Archive of Collections

Details and Image

TypeModel No.MakerCountryConstruction
DateScale LengthArea of Use
Monroe / Scientist Calculator
Gereral purpose microcomputer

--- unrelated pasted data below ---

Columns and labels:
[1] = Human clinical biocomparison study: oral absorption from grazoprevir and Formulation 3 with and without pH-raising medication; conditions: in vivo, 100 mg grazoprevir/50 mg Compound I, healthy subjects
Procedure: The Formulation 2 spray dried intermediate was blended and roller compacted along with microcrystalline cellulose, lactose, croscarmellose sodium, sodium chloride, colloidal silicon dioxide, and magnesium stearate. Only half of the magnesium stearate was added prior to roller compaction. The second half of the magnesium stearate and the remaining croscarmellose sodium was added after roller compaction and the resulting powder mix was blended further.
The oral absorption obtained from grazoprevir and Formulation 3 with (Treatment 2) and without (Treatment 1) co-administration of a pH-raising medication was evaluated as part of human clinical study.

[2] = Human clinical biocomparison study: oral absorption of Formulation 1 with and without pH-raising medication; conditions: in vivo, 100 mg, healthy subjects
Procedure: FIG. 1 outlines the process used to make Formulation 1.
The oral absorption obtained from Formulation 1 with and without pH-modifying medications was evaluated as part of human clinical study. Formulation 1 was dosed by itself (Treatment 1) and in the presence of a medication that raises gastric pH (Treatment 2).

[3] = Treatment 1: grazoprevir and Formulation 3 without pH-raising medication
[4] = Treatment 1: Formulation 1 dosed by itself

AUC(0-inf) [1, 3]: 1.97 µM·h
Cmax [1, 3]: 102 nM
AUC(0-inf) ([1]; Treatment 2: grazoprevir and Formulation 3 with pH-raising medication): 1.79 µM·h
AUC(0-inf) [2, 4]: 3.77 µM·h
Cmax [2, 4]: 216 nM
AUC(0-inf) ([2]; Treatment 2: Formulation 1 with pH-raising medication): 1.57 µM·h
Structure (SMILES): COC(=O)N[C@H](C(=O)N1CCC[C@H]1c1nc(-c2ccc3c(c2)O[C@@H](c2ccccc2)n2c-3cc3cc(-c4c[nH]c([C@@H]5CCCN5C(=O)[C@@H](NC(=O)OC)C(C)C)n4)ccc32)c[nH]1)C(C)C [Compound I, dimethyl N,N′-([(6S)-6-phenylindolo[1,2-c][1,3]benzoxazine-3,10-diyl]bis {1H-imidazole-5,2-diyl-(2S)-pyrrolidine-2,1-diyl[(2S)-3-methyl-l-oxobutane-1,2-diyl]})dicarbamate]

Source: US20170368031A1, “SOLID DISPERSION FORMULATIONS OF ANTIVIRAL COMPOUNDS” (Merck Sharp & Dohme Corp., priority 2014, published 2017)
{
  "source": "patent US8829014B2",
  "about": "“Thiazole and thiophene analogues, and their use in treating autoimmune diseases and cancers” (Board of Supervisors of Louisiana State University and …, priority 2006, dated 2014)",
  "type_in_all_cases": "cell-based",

Notes: "In the late 1960s, Monroe was hurting. They were a long-time maker of very good mechanical calculators, but their products looked like antiques next to the relatively new desktop electronic calculators from Wang, Sony, Friden, and Busicom. Meanwhile, Compucorp, a division of Computer Design Corporation (itself a spinoff of Wyle), was shopping around their new line of electronic calculators. Compucorp had no retail sales or distribution organization, so they were looking for an OEM relationship with an established retailer. When they met Monroe, the marriage was executed in record time. Compucorp also had OEM relationships with Dietzgen, SCM, and Seiko. Monroe sold electronic calculators designed and built by Compucorp under the Monroe name from 1969 until the HP-35 had well and truly put a stake through the heart of large, expensive (1.5 to 3 times the cost of an HP-35), desktop scientific calculators, which was approximately 1974. In the short life of these machines, the Compucorp calculators went through no less than four redesigns, each taking advantage of the latest generation of integrated circuits. The Model 325 Scientist is from the third generation and uses a custom, Compucorp-designed 19-chip chipset (manufactured by both American Micro Systems and Texas Instruments), which was essentially a general purpose microcomputer. Pretty impressive considering that was the era of dozens of transistors per IC, not billions. In addition to the Scientist, other models were made for finance, surveying, and statistics, differing only in the firmware and key labels. The calculator was fully programmable, and numerous peripherals could be connected, including a cassette tape drive for program storage. There is a pull-out quick reference card just under the keyboard with program codes. The third generation machines also saw Compucorp finally abandon nixie tubes and switch to gas-discharge seven-segment displays. In spite of the rapid pace of technological advances in those years, the calculator is still rather large and heavy, roughly equivalent to a portable typewriter. In fairness, the third generation also saw the introduction of a “hand-held” model (“portable” would have been more accurate) powered by D-cells."

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